Few videogames come close to the carefree innocence of Stardew Valley. Rejecting bustling city life in favour of peaceful rural paradise, it serves up a cheery, free-flowing adventure. Fish in the morning, tend to cattle in the evening, and spend the afternoon harvesting your beaming crops, or finding yourself a new best friend. Wholesome, friendly, charming: all appropriate descriptions of the leisurely game.
It’s a surprise, then, that Stardew Valley: The Board Game is a more hard-nosed experience. The familiar Pelican Town is there, with all the same locations, and exuberant locals, ever approachable, and always full of smiles. The game will have you doing all the same bizarre, and innocently absurd, activities of the videogame, presented in endearing, cartoonish visuals.
But this isn’t a board game of breezy adventure. Rather, it’s one of tough, co-operative turn optimisation. Across its one-and-a-half-hour playtime, you and up to three others will be shrewdly discussing your actions, managing your inventory, and desperately attempting to cope with the unpredictable obstacles that the game throws your way. There’s no such thing as carefree fun in this board game. Everything must be done with purpose, and no turn can go to waste. It’s persistently intense, and remarkably unforgiving.
Players take the role of a new farmhand, doing all the same activities they’d be doing in the videogame: buying seeds, planting and harvesting crops, fishing, exploring the nearby mine for stone and geodes, tending to animals, donating to the village museum, foraging for minerals, and buddying up with villagers to make new friends.
Wholly co-operative, players decide in tandem what to do each round, discussing what their aims for the turn should be, before placing their counters on a location, and activating its actions one at a time.
Some actions require players to roll dice, such as when exploring the mine or going fishing, to determine what resource they’ll receive from their efforts, if any at all. Others automatically succeed, such as watering crops, which shifts every seed on the planting queue one space, ready for harvesting. Any items you acquire will fall into your inventory, where they’ll be available to sell for gold, use in construction, contribute elsewhere, or be traded with another player, should your (pretty small) inventory become full.
And you’ll be spending most of your time deliberating on which resources to acquire, and what to do with them once they’re in your pockets. Sell a resource at Pierre’s general store for gold, and you can buy some more seeds, to accrue even more resources. Or perhaps you’d like to spend your newly acquired gold on a new farm building? Maybe your resources are better spent on making friends, and earning delicious heart tokens. Or you might think it best to save your resources, and use them later to complete an objective.
On any single turn, you’re presented with a slew of potential actions and decisions. But it’s not the scope of your capabilities that make play so frenetic, rather the game’s objectives. In a far cry from the videogame’s gentle gameplay, in which you can amble through its bucolic paradise with all the listlessness suitable for a fine summer’s day, the board game gives you ten defined objectives to race towards.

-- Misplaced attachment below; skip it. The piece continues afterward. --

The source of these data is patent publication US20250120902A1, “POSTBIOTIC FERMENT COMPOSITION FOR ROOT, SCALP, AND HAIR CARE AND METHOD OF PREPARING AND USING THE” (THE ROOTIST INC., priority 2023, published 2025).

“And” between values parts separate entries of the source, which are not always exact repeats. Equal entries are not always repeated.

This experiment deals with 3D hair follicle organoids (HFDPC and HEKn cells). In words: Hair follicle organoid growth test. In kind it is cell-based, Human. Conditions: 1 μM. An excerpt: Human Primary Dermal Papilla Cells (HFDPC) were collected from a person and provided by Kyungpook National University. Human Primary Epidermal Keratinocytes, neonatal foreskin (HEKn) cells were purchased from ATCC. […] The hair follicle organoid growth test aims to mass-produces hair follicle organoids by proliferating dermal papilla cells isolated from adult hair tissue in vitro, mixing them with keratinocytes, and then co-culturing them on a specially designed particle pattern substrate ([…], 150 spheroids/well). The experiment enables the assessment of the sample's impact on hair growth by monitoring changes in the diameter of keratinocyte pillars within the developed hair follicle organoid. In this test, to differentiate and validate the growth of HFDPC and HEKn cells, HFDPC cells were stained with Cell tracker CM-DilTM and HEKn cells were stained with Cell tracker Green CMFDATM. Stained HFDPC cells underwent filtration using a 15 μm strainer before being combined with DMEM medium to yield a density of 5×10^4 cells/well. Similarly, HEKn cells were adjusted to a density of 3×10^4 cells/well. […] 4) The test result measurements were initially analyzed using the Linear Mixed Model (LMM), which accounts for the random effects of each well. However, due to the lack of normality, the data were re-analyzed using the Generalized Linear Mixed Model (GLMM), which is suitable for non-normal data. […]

Four ‘Grandpa Goal’ cards will have you expand the farm, or help the community, while the six ‘Community Centre Objectives’ require you to gather specific resources, and restore the hub of the village back to its former glory.
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But it’s a little more intense than first appearances might suggest. For starters, none of the Community Centre objectives are revealed at the beginning of the game. They loom as hidden tasks at the top of the game board, taunting you every turn that you don’t reveal them.
To do so, you’ll need ‘hearts’, acquired by making friends with the villagers, who, being typical country folk, will only show their affection if you provide them with gifts of milk, ore, fish, or whatever other strange resources you’ve acquired through your actions. Provide them with something they like, and you’ll get a bonus heart for your trouble. But give them an item they detest, and they’ll swat away your attempt at friendship.
Upon revealing the objectives, you’ll then need to complete them, providing sufficient resources of the correct variety. And, in the meantime, you should be working your way towards the goals that jolly ol’ Grandpa set for you, using up more resources in the process.
And the kicker: you only have 16 turns to complete them all. The game is broken into four seasons, with four cards representing each, stacked in a ‘seasons deck’. At the start of each turn, you’ll draw a season card, and carry out its random events. Once you reach the deck’s end, it’s game over, and you better hope you’ve completed every single thing that was asked of you.
The time limit is harsh, and it’ll constantly be weighing on your mind. Managing your resource spending, and choosing which actions to take in order to unlock, and complete, all objectives, in only 16 turns, is a tall order. Throw in the randomness of the season deck – which might offer a saving grace in the form of free crop-watering, or a free fish, or could completely scupper your plans by ravaging your crops with crows, or placing a pernicious Joja tile to inhibit your actions – and there’s precious little room for error.
Far from the languorous, carefree adventure of the videogame, Stardew Valley: The Board Game is all about results. And you can be damn sure that it will be hard to get them.